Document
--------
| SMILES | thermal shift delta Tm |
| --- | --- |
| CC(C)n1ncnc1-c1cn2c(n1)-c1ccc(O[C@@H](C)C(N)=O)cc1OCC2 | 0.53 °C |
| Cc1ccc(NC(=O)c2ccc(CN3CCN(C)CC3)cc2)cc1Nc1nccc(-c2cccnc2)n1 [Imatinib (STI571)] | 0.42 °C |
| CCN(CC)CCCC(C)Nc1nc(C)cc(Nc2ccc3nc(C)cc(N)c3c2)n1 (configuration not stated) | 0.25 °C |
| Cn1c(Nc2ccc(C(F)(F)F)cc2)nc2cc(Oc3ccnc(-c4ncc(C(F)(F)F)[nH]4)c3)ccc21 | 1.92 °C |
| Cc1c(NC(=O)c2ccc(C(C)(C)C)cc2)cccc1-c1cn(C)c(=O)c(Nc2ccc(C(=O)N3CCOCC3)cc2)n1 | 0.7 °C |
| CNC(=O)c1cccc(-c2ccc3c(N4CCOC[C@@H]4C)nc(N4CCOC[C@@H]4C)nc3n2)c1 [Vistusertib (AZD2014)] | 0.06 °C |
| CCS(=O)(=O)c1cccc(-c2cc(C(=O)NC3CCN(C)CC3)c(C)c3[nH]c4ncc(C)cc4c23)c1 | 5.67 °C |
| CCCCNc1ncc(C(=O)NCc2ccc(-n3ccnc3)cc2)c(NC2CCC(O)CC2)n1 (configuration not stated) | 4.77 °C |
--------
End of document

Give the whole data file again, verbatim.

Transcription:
| SMILES | thermal shift delta Tm |
| --- | --- |
| CC(C)n1ncnc1-c1cn2c(n1)-c1ccc(O[C@@H](C)C(N)=O)cc1OCC2 | 0.53 °C |
| Cc1ccc(NC(=O)c2ccc(CN3CCN(C)CC3)cc2)cc1Nc1nccc(-c2cccnc2)n1 [Imatinib (STI571)] | 0.42 °C |
| CCN(CC)CCCC(C)Nc1nc(C)cc(Nc2ccc3nc(C)cc(N)c3c2)n1 (configuration not stated) | 0.25 °C |
| Cn1c(Nc2ccc(C(F)(F)F)cc2)nc2cc(Oc3ccnc(-c4ncc(C(F)(F)F)[nH]4)c3)ccc21 | 1.92 °C |
| Cc1c(NC(=O)c2ccc(C(C)(C)C)cc2)cccc1-c1cn(C)c(=O)c(Nc2ccc(C(=O)N3CCOCC3)cc2)n1 | 0.7 °C |
| CNC(=O)c1cccc(-c2ccc3c(N4CCOC[C@@H]4C)nc(N4CCOC[C@@H]4C)nc3n2)c1 [Vistusertib (AZD2014)] | 0.06 °C |
| CCS(=O)(=O)c1cccc(-c2cc(C(=O)NC3CCN(C)CC3)c(C)c3[nH]c4ncc(C)cc4c23)c1 | 5.67 °C |
| CCCCNc1ncc(C(=O)NCc2ccc(-n3ccnc3)cc2)c(NC2CCC(O)CC2)n1 (configuration not stated) | 4.77 °C |